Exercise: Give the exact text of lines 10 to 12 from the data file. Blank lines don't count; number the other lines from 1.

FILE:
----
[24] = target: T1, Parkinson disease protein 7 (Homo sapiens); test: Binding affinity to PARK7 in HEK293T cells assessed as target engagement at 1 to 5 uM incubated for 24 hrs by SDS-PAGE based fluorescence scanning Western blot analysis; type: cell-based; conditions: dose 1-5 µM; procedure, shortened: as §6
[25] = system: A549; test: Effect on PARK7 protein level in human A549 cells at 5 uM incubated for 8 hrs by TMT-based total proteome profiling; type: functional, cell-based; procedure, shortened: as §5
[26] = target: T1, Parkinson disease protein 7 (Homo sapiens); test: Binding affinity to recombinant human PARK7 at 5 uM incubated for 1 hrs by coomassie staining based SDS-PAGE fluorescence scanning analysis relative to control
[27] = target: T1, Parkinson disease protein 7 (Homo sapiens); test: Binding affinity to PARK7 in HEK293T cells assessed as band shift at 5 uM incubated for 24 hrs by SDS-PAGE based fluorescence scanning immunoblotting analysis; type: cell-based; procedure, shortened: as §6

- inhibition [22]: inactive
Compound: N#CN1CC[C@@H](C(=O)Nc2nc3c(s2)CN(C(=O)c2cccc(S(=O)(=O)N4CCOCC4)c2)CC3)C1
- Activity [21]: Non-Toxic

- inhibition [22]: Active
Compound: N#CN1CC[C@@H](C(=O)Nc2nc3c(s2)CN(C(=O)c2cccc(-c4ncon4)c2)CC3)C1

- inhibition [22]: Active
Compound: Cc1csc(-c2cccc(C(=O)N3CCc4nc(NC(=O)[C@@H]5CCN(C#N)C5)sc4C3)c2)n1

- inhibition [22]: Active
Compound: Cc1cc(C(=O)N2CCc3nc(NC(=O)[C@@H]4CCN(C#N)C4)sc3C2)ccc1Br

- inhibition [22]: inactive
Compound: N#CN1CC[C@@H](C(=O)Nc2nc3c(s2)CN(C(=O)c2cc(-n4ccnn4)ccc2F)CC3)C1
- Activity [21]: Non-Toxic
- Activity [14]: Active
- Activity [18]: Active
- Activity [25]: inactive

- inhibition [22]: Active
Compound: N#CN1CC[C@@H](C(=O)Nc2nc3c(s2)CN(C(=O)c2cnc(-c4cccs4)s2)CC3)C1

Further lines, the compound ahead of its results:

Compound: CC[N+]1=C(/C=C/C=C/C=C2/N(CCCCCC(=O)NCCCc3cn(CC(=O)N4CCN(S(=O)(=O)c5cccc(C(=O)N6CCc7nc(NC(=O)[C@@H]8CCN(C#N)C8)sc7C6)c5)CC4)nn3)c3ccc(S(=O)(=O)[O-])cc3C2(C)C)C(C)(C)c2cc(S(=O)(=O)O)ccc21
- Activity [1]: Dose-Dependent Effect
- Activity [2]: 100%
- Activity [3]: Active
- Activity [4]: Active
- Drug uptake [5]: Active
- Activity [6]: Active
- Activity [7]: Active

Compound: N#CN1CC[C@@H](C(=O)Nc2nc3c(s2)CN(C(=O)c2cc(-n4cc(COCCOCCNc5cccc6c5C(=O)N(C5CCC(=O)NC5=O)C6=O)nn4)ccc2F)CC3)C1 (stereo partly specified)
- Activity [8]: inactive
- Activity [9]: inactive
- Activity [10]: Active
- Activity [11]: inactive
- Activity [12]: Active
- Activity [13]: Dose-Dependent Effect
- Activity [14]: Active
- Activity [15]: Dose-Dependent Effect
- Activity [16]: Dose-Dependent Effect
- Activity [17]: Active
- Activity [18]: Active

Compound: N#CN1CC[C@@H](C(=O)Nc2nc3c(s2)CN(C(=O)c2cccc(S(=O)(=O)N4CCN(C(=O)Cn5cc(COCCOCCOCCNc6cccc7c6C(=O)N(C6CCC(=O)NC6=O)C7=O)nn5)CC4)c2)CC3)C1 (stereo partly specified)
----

- inhibition [22]: Active
Compound: Cc1csc(-c2cccc(C(=O)N3CCc4nc(NC(=O)[C@@H]5CCN(C#N)C5)sc4C3)c2)n1

- inhibition [22]: Active